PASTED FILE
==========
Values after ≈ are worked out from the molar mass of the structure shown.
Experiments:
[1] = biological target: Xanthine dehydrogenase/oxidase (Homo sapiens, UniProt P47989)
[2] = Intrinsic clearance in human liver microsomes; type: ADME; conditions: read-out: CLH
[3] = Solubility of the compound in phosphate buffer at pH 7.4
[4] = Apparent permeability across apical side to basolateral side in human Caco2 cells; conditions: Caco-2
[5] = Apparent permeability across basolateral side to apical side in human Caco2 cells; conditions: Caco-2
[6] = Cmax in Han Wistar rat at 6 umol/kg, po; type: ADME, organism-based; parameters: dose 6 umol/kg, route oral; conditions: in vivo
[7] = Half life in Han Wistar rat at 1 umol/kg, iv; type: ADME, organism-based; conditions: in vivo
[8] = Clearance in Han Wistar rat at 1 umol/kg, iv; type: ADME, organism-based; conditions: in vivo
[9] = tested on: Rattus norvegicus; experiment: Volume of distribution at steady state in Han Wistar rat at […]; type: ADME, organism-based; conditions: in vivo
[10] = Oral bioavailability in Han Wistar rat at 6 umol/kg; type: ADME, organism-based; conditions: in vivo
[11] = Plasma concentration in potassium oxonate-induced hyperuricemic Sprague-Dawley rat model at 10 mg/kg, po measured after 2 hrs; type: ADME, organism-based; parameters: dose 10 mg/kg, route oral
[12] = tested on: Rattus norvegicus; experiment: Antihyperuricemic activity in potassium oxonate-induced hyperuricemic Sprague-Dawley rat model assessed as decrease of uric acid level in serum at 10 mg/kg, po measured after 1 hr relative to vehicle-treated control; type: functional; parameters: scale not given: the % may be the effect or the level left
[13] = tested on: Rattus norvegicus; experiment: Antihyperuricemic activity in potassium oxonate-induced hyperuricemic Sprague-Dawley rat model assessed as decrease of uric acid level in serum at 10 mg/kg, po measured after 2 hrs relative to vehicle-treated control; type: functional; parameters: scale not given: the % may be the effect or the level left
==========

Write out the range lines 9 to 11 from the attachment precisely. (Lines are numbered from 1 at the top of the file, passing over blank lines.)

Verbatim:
[7] = Half life in Han Wistar rat at 1 umol/kg, iv; type: ADME, organism-based; conditions: in vivo
[8] = Clearance in Han Wistar rat at 1 umol/kg, iv; type: ADME, organism-based; conditions: in vivo
[9] = tested on: Rattus norvegicus; experiment: Volume of distribution at steady state in Han Wistar rat at […]; type: ADME, organism-based; conditions: in vivo